Tweed Mayor Joan van Lieshout and her husband Peter who went from bottle collector to millionaire.
Tweed Mayor Joan van Lieshout and her husband Peter who went from bottle collector to millionaire. Tweed Daily News

Recycling plan makes cents

TWEED mayor Joan van Lieshout has come out in full support of a refund scheme to encourage recycling of cans and bottles, revealing that was how her millionaire husband Peter started out in a migrant camp.

Cr van Lieshout yesterday backed the NSW Local Government, shires associations and Clean Up Australia which called for the introduction of a nationwide refund scheme.

The groups say such a scheme would save councils money on kerbside recyclable collection, increase the amount of rubbish that is recycled and reduce the amount going into landfill rubbish tips.

Cr van Lieshout said if it involved collection centres it might also save Tweed Shire Council from having to supply proposed separate recycling bins. She said she could remember collecting bottles for pocket money as a child when refunds previously existed.

“It would be great and it would give an incentive to recycle,” she said. “I think the van Lieshout family started out that way in a migrant camp. That's certainly the way my husband started out.”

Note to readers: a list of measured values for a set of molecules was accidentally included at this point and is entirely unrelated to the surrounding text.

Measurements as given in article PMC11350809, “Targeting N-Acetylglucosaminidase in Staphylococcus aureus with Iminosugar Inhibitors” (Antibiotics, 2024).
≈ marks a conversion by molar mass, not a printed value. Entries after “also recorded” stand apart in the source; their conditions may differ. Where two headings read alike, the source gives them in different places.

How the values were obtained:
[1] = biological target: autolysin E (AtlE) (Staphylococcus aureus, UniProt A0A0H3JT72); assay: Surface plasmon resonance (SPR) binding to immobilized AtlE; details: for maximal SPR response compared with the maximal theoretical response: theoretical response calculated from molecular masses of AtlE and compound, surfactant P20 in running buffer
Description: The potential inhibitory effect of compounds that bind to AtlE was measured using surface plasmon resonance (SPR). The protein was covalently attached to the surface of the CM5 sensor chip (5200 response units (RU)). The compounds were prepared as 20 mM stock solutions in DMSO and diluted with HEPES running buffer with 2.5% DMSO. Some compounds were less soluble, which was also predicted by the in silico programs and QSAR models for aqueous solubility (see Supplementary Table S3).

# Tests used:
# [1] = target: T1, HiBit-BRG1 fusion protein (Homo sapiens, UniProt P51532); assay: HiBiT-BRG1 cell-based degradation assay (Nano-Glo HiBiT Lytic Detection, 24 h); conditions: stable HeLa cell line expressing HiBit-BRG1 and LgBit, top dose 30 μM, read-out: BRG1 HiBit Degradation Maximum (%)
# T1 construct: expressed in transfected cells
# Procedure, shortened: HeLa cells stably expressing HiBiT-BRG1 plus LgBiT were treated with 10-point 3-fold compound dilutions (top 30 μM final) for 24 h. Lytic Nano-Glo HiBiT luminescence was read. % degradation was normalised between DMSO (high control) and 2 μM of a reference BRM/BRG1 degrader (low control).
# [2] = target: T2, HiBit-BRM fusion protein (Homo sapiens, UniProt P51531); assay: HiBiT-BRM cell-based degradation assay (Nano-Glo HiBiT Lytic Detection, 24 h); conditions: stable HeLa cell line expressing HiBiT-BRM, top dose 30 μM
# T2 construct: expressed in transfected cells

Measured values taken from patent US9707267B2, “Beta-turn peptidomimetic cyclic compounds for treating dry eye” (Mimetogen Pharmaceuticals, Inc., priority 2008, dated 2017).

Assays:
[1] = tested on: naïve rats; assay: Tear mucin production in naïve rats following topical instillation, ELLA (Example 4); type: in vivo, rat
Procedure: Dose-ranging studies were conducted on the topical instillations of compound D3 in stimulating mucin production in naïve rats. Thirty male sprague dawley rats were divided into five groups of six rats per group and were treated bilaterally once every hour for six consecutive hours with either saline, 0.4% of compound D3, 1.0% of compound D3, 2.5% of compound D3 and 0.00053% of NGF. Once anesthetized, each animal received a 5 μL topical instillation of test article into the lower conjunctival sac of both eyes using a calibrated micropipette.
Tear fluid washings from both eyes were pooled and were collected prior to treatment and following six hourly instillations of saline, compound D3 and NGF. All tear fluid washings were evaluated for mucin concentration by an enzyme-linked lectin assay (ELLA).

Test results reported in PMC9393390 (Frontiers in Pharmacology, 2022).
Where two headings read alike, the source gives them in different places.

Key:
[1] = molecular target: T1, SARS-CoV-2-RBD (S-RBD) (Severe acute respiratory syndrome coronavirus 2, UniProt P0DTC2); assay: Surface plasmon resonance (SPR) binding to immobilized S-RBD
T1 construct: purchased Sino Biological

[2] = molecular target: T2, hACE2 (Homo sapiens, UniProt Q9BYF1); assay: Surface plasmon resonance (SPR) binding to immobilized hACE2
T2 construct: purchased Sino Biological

Cr Lieshout said her husband's family emigrated from Europe in 1960 and spent two years in a migrant camp at Wacol, between Brisbane and Ipswich.

The money they earned while living at the camp, through work such as collecting bottles, helped the family save the deposit on a house in the Brisbane suburb of Bulimba.

A refund scheme, she said, would not only be great for saving councils money, but good for children.

“Who knows, there may be some future millionaires out there starting on recycled bottles.”

According to the NSW Local Government and Shires Association, recycling of drink cans and bottles would increase by more than 20 per cent if a 10-cent refund scheme was introduced.

State and Federal environment ministers are due to meet in Hobart on Friday and have been asked to act urgently to improve recycling and ease the financial burden on ratepayers by introducing con- tainer deposit legislation.

Local Government Association president Cr Genia McCaffery said kerbside collection of recyclables cost more than $300 million a year nationally to run.

Clean Up Australia Chairman Ian Kiernan said a national container deposit scheme like the one in place in South Australia was the way forward for Australia on recycling.

“Drink containers make up a large proportion of the rubbish volun- teers find dumped in the natural environment on Clean Up Australia Day each year - up to almost 40 per cent,” Mr Kiernan said.

“Consumer behaviour needs to improve but government and industry have to share responsibility for tackling the waste created away from the home where kerbside recycling already operates effectively.”

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